Recently, the Payment Card Industry (PCI) Data Security Standards (DSS) were updated by the PCI Security Standards Council to version 2.0. If you are not familiar with the standards, they are meant to encourage and enhance cardholder data security and facilitate the broad adoption of consistent data security measures on a global scale. If your organization stores, processes or submits cardholder data, you are subject to the guidelines of the PCI-DSS.
Some of the highlights of the update to version 2.0 include:
- Additional clarification stating that the primary account number (PAN) is the defining factor in the applicability of PCI-DSS requirements. PCI-DSS requirements are only applicable if the PAN is stored, processed or transmitted.
- Additional guidance explaining that the use of a Payment Application Data Security Standard (PA-DSS) compliant application alone does not make an entity PCI-DSS compliant.
- Additional clarification stating that network segmentation of the cardholder data environment may be achieved through physical or logical means. If virtualization technologies are used, only one primary function is allowed to be implemented per virtual system component or device. This is to prevent systems that require different security levels from coexisting on the same resources.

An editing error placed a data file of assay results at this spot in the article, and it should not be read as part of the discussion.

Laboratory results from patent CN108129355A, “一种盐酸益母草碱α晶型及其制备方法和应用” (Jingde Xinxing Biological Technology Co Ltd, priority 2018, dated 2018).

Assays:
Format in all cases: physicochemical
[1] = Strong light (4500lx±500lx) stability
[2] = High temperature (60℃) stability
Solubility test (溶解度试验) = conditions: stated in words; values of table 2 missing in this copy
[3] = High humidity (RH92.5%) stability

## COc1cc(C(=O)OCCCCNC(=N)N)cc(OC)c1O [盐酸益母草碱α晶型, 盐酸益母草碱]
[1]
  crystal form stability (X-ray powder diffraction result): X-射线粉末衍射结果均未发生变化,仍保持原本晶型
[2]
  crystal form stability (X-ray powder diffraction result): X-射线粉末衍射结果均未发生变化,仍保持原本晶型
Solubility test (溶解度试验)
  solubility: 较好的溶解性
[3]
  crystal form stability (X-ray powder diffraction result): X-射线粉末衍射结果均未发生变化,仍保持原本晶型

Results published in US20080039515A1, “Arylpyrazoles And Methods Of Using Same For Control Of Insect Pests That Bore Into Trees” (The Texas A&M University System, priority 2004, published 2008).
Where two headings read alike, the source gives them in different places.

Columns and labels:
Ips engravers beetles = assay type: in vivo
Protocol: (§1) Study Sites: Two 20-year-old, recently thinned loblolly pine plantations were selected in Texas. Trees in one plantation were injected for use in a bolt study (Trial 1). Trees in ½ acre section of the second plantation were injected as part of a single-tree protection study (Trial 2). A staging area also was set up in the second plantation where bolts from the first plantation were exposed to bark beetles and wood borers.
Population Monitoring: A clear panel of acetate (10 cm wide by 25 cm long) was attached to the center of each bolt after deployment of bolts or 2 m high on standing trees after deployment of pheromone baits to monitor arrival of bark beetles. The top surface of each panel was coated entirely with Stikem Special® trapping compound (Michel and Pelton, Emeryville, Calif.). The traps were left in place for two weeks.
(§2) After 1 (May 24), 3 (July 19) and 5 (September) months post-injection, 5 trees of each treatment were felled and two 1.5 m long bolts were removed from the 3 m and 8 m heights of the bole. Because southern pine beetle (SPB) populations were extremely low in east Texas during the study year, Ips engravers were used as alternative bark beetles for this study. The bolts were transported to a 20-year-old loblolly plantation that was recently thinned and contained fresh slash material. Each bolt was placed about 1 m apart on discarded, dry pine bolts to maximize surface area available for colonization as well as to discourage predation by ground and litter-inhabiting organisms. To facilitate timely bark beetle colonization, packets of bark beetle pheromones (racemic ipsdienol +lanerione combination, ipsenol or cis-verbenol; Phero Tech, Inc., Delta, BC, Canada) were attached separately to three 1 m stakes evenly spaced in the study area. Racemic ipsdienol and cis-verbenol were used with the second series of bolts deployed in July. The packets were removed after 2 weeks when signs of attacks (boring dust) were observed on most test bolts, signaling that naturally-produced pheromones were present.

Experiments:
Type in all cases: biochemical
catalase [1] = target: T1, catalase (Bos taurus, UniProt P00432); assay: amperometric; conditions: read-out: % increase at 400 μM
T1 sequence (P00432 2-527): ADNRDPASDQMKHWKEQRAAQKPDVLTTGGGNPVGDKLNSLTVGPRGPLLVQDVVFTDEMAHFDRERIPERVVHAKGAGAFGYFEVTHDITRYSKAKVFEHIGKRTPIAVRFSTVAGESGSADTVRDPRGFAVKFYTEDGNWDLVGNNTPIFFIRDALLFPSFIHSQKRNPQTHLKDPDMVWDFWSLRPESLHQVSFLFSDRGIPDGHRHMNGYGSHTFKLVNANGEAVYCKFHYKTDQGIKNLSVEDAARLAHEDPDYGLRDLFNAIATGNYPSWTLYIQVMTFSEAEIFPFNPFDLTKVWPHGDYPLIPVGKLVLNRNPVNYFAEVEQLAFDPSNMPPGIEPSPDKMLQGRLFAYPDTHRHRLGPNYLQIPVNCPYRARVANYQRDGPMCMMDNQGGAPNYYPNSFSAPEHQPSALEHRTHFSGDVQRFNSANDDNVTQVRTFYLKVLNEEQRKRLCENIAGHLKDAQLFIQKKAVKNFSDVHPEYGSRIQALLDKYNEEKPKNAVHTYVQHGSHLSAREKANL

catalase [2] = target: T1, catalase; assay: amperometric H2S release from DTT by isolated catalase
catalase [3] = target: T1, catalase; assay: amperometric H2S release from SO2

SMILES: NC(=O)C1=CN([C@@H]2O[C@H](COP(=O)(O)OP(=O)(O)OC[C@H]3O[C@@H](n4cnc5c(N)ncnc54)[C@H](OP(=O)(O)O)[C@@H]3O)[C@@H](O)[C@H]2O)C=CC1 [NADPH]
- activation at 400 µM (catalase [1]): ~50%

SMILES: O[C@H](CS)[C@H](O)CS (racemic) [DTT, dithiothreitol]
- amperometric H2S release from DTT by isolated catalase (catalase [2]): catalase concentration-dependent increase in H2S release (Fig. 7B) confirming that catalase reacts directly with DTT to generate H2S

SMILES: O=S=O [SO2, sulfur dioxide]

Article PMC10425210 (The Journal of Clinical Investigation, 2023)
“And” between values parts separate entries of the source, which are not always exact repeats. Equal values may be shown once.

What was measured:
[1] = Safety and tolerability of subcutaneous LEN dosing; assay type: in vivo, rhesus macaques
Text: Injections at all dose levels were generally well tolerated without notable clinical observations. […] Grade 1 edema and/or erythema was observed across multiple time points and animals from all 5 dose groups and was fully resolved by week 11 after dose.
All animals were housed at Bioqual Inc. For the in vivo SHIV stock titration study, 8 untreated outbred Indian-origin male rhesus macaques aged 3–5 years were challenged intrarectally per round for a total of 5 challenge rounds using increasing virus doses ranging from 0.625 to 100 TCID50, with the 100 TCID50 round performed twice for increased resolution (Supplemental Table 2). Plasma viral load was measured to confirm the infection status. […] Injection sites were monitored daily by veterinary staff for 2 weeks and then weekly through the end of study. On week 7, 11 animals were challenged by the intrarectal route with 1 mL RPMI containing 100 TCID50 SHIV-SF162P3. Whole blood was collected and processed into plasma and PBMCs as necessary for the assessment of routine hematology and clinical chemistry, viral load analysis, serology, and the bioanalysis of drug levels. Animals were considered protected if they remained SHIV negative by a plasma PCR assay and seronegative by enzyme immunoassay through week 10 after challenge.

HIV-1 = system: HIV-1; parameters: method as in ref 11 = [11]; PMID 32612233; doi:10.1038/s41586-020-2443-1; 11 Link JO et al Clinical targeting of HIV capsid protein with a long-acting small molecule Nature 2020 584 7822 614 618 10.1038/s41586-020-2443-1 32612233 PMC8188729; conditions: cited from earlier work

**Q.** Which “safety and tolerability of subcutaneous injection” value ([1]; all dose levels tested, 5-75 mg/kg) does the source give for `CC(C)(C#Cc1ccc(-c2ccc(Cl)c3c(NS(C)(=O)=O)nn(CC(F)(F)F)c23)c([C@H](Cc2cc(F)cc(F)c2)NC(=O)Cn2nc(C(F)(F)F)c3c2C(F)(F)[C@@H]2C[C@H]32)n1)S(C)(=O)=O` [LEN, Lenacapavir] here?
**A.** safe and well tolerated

- Additional guidance stating that the use of Wired Equivalent Privacy (WEP) as a wireless security control is prohibited for the PCI-DSS requirement of ensuring that wireless networks transmitting cardholder data or connected to the cardholder data environment use industry best practices (for example, IEEE 802.11i) to implement strong encryption for authentication and transmission.
- Additional clarification stating that the process of risk-ranking identified vulnerabilities on systems is considered a best practice until June 30, 2012, after which it will be a requirement. At a minimum, the highest-risk vulnerabilities should be ranked as “High”.
- Additional guidance that requires testing for the presence of wireless access points to detect unauthorized wireless access on a quarterly basis. Methods that may be used in the process include but are not limited to wireless network scans, physical/logical inspections of system components and infrastructure, network access control (NAC), or wireless intrusions detection/intrusion prevention systems (IDS/IPS). Whichever methods are used, they must be sufficient to detect and identify any unauthorized devices.
If you have questions about PCI compliance and your organization, please contact Eric Wright, Schneider Downs Technology Advisors Shareholder, at firstname.lastname@example.org or at (412) 697-5328.